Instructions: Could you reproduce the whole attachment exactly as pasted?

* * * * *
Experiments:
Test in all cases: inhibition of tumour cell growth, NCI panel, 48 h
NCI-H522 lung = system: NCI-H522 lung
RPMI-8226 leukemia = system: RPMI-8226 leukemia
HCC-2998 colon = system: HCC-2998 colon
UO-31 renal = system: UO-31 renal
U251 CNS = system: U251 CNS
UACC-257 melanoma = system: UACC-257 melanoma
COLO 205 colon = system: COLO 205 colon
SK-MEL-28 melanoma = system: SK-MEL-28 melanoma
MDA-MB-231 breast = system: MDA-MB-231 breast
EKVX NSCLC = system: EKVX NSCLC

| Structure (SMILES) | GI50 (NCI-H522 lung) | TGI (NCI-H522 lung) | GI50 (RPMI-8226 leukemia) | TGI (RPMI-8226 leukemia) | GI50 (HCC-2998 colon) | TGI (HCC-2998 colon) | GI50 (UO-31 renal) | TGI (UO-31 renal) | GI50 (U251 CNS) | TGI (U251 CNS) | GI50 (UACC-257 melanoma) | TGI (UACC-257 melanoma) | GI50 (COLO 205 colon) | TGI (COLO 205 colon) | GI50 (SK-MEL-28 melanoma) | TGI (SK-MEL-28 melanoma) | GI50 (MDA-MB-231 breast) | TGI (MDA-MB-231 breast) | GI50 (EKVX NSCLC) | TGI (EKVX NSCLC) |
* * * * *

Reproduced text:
Experiments:
Test in all cases: inhibition of tumour cell growth, NCI panel, 48 h
NCI-H522 lung = system: NCI-H522 lung
RPMI-8226 leukemia = system: RPMI-8226 leukemia
HCC-2998 colon = system: HCC-2998 colon
UO-31 renal = system: UO-31 renal
U251 CNS = system: U251 CNS
UACC-257 melanoma = system: UACC-257 melanoma
COLO 205 colon = system: COLO 205 colon
SK-MEL-28 melanoma = system: SK-MEL-28 melanoma
MDA-MB-231 breast = system: MDA-MB-231 breast
EKVX NSCLC = system: EKVX NSCLC

| Structure (SMILES) | GI50 (NCI-H522 lung) | TGI (NCI-H522 lung) | GI50 (RPMI-8226 leukemia) | TGI (RPMI-8226 leukemia) | GI50 (HCC-2998 colon) | TGI (HCC-2998 colon) | GI50 (UO-31 renal) | TGI (UO-31 renal) | GI50 (U251 CNS) | TGI (U251 CNS) | GI50 (UACC-257 melanoma) | TGI (UACC-257 melanoma) | GI50 (COLO 205 colon) | TGI (COLO 205 colon) | GI50 (SK-MEL-28 melanoma) | TGI (SK-MEL-28 melanoma) | GI50 (MDA-MB-231 breast) | TGI (MDA-MB-231 breast) | GI50 (EKVX NSCLC) | TGI (EKVX NSCLC) |